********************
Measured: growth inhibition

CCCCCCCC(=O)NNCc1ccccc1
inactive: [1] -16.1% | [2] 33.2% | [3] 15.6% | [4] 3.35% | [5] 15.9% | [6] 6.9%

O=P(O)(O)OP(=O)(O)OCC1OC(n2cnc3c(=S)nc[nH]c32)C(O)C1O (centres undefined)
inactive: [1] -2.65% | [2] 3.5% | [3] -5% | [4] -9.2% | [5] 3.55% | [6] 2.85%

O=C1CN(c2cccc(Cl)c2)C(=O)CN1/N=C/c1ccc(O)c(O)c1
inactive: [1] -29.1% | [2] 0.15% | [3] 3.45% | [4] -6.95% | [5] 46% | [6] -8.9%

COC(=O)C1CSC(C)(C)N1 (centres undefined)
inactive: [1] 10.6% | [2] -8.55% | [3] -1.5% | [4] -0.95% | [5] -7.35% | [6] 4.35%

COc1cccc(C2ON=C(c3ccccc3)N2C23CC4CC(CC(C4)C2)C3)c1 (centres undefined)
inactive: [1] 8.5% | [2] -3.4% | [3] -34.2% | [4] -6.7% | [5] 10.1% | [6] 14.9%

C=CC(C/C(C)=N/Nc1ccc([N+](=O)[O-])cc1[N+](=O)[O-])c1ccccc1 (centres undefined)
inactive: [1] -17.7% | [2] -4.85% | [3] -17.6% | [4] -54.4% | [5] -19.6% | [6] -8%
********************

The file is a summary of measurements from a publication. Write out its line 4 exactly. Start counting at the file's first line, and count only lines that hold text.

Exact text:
O=P(O)(O)OP(=O)(O)OCC1OC(n2cnc3c(=S)nc[nH]c32)C(O)C1O (centres undefined)